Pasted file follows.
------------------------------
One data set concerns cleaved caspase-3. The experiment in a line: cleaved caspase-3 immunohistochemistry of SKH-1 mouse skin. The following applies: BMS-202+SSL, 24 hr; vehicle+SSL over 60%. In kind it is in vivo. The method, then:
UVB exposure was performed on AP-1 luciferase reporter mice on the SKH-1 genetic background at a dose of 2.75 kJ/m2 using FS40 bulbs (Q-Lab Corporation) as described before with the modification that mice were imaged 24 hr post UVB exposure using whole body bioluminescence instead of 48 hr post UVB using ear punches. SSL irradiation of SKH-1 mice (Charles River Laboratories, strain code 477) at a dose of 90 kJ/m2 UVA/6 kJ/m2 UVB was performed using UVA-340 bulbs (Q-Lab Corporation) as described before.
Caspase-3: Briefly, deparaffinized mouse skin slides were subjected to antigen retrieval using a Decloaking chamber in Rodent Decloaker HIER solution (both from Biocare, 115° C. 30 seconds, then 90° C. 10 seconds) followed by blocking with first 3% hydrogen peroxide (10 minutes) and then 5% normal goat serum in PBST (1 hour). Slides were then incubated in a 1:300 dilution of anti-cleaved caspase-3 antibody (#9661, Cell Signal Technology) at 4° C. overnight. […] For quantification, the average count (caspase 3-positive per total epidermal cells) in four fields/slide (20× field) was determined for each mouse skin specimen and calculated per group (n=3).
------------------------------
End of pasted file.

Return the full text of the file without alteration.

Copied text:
One data set concerns cleaved caspase-3. The experiment in a line: cleaved caspase-3 immunohistochemistry of SKH-1 mouse skin. The following applies: BMS-202+SSL, 24 hr; vehicle+SSL over 60%. In kind it is in vivo. The method, then:
UVB exposure was performed on AP-1 luciferase reporter mice on the SKH-1 genetic background at a dose of 2.75 kJ/m2 using FS40 bulbs (Q-Lab Corporation) as described before with the modification that mice were imaged 24 hr post UVB exposure using whole body bioluminescence instead of 48 hr post UVB using ear punches. SSL irradiation of SKH-1 mice (Charles River Laboratories, strain code 477) at a dose of 90 kJ/m2 UVA/6 kJ/m2 UVB was performed using UVA-340 bulbs (Q-Lab Corporation) as described before.
Caspase-3: Briefly, deparaffinized mouse skin slides were subjected to antigen retrieval using a Decloaking chamber in Rodent Decloaker HIER solution (both from Biocare, 115° C. 30 seconds, then 90° C. 10 seconds) followed by blocking with first 3% hydrogen peroxide (10 minutes) and then 5% normal goat serum in PBST (1 hour). Slides were then incubated in a 1:300 dilution of anti-cleaved caspase-3 antibody (#9661, Cell Signal Technology) at 4° C. overnight. […] For quantification, the average count (caspase 3-positive per total epidermal cells) in four fields/slide (20× field) was determined for each mouse skin specimen and calculated per group (n=3).